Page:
Dialogue & Youth Empowerment Takes Center Stage in New Delhi

Aditi Rao is a writer, educator, artist, and a dreamer who wants to break down barriers between teenagers in her native India through storytelling and theatre.

She is one of six World Learning alumni to receive an Advancing Leadership Award in 2016 to support her project promoting greater social cohesion through the performing arts. As a Fellow, she has received a $5,000 grant and mentorship support to help her turn Tasawwur—a volunteer collective that combines her passion for the arts, youth-work, and social justice—into a full-fledged program for positive social change in New Delhi.

“India’s political climate is increasingly polarized against minorities,” Rao says.

“There’s a lot more violence again minorities and there’s a lot less understanding and harmony amongst groups,” she explains.

Her bold innovative project is designed to bring teenagers together from across lines of class, caste religion, gender disability, and refugee status, in order to give them a voice.

“One of the core objectives is just to get people from these groups or identities together talking to each other about their lives, becoming friends,” she explains.

Tasawwur, which means “imagination” in Urdu, starts with activities that elicit personal stories with the teens teaching each other about their lives and the challenges they face. Next, with the help of artists and musicians, their stories are woven together to create a theatrical production. The 100-hour youth and arts program culminates in a three-night theatrical engagement open to family, friends, and the public. The performance is intended to extend the dialogue and enable youth participants to advocate for the change they wish to create.

The project is a natural fit for Rao, who is both a peace activist and a widely published writer in India. Her first book of poems, “The Fingers Remember,” won the 2015 Muse India Young Writers Award. She is also a recipient of the TFA Creative Writing in English Award and the Srinivas Rayaprol Poetry Prize. In 2014, she was selected as one of the most promising emerging writers in India by Caravan Magazine.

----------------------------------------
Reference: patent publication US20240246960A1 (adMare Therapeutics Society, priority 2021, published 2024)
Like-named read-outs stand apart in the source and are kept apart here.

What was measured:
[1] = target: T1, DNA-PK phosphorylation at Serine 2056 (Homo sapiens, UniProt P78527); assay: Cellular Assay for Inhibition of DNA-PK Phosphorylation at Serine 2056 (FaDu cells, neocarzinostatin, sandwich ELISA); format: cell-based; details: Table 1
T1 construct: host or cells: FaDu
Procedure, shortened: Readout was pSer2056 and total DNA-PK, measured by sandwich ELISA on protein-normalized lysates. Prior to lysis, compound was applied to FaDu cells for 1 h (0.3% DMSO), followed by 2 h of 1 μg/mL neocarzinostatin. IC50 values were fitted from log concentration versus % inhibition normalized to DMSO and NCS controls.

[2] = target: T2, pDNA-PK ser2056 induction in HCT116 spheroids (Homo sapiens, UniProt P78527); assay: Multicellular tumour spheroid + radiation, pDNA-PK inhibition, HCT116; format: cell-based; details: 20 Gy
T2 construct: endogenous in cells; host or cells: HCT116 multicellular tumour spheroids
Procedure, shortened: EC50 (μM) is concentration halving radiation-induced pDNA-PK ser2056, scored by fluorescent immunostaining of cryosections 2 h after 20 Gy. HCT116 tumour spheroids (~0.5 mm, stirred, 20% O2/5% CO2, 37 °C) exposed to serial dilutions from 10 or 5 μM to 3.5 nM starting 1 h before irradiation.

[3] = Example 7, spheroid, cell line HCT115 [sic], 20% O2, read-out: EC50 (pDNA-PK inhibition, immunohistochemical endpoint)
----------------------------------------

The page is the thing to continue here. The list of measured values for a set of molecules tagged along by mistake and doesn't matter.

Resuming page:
“Growing up in New Delhi as a teenager, I realized I had no access to people who came from different income groups or different religious groups,” says Rao.

She spent the last decade working in youth development and peacebuilding across India, Mexico, and the U.S., including at Pravah, the Gandhi Fellowship, The Possibility Project, The Regional Resource Centre for Elementary Education and SEDEPAC, and World Learning’s CONTACT South Asia program.

“For me, the biggest thing I got from CONTACT South Asia was just these amazing friendships from women from Pakistan, from Kashmir, from part of the world my country is constantly in conflict with, Rao says.

“I was really moved by just how transformative those friendships are.”

She says the program’s success will lead to greater dialogue and understanding between different communities as well as the personal growth and empowerment of the participating youth. Rao already sees lasting friendships among a diverse groups of teens from the program’s first cohort.

“They are still in touch and teaching each other about the issues in their lives,” she notes. “This is the lasting impact.”

Rao adds: “For me, Advancing Leaders is really about taking what we’ve piloted and tested as an idea and growing it into a sustainable program so we can create a curriculum to work with teachers and other youth programs.”

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